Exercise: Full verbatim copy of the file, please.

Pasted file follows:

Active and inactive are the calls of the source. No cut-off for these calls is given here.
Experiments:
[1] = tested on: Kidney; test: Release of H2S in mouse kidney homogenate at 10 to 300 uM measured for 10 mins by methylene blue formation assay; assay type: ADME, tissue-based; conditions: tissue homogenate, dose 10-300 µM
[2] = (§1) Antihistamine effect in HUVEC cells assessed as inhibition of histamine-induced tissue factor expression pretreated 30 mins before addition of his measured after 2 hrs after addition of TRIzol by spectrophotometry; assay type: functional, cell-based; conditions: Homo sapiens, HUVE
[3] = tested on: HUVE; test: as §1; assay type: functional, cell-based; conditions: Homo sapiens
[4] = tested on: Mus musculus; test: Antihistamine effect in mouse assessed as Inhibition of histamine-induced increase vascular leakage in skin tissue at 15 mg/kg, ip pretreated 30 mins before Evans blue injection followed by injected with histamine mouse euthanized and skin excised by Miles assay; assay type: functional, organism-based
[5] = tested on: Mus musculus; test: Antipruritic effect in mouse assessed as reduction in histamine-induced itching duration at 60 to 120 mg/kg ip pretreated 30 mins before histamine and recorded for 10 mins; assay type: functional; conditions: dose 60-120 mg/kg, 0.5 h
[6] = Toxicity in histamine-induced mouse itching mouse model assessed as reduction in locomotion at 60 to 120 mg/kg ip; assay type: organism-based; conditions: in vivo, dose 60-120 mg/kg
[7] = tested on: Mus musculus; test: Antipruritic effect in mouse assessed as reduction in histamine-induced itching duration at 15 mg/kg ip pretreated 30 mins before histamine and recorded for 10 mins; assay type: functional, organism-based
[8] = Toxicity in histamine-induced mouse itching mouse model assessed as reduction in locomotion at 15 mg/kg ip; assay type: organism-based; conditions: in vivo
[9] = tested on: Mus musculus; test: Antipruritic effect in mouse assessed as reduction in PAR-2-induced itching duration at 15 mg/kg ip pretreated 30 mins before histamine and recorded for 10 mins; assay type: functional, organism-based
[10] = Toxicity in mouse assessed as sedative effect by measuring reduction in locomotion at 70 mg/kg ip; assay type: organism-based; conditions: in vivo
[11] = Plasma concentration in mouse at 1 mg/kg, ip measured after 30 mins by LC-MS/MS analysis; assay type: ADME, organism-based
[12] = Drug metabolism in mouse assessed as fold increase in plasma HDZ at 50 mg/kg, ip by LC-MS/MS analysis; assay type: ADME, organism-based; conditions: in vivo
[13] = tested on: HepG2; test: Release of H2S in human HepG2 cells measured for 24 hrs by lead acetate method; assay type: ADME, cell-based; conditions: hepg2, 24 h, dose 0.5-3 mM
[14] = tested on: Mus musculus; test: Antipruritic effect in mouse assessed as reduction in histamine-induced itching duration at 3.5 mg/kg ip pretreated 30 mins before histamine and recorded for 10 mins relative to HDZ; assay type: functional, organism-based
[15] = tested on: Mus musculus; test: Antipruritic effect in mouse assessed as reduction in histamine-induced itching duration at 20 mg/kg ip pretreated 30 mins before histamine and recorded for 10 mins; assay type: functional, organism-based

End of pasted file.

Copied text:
Active and inactive are the calls of the source. No cut-off for these calls is given here.
Experiments:
[1] = tested on: Kidney; test: Release of H2S in mouse kidney homogenate at 10 to 300 uM measured for 10 mins by methylene blue formation assay; assay type: ADME, tissue-based; conditions: tissue homogenate, dose 10-300 µM
[2] = (§1) Antihistamine effect in HUVEC cells assessed as inhibition of histamine-induced tissue factor expression pretreated 30 mins before addition of his measured after 2 hrs after addition of TRIzol by spectrophotometry; assay type: functional, cell-based; conditions: Homo sapiens, HUVE
[3] = tested on: HUVE; test: as §1; assay type: functional, cell-based; conditions: Homo sapiens
[4] = tested on: Mus musculus; test: Antihistamine effect in mouse assessed as Inhibition of histamine-induced increase vascular leakage in skin tissue at 15 mg/kg, ip pretreated 30 mins before Evans blue injection followed by injected with histamine mouse euthanized and skin excised by Miles assay; assay type: functional, organism-based
[5] = tested on: Mus musculus; test: Antipruritic effect in mouse assessed as reduction in histamine-induced itching duration at 60 to 120 mg/kg ip pretreated 30 mins before histamine and recorded for 10 mins; assay type: functional; conditions: dose 60-120 mg/kg, 0.5 h
[6] = Toxicity in histamine-induced mouse itching mouse model assessed as reduction in locomotion at 60 to 120 mg/kg ip; assay type: organism-based; conditions: in vivo, dose 60-120 mg/kg
[7] = tested on: Mus musculus; test: Antipruritic effect in mouse assessed as reduction in histamine-induced itching duration at 15 mg/kg ip pretreated 30 mins before histamine and recorded for 10 mins; assay type: functional, organism-based
[8] = Toxicity in histamine-induced mouse itching mouse model assessed as reduction in locomotion at 15 mg/kg ip; assay type: organism-based; conditions: in vivo
[9] = tested on: Mus musculus; test: Antipruritic effect in mouse assessed as reduction in PAR-2-induced itching duration at 15 mg/kg ip pretreated 30 mins before histamine and recorded for 10 mins; assay type: functional, organism-based
[10] = Toxicity in mouse assessed as sedative effect by measuring reduction in locomotion at 70 mg/kg ip; assay type: organism-based; conditions: in vivo
[11] = Plasma concentration in mouse at 1 mg/kg, ip measured after 30 mins by LC-MS/MS analysis; assay type: ADME, organism-based
[12] = Drug metabolism in mouse assessed as fold increase in plasma HDZ at 50 mg/kg, ip by LC-MS/MS analysis; assay type: ADME, organism-based; conditions: in vivo
[13] = tested on: HepG2; test: Release of H2S in human HepG2 cells measured for 24 hrs by lead acetate method; assay type: ADME, cell-based; conditions: hepg2, 24 h, dose 0.5-3 mM
[14] = tested on: Mus musculus; test: Antipruritic effect in mouse assessed as reduction in histamine-induced itching duration at 3.5 mg/kg ip pretreated 30 mins before histamine and recorded for 10 mins relative to HDZ; assay type: functional, organism-based
[15] = tested on: Mus musculus; test: Antipruritic effect in mouse assessed as reduction in histamine-induced itching duration at 20 mg/kg ip pretreated 30 mins before histamine and recorded for 10 mins; assay type: functional, organism-based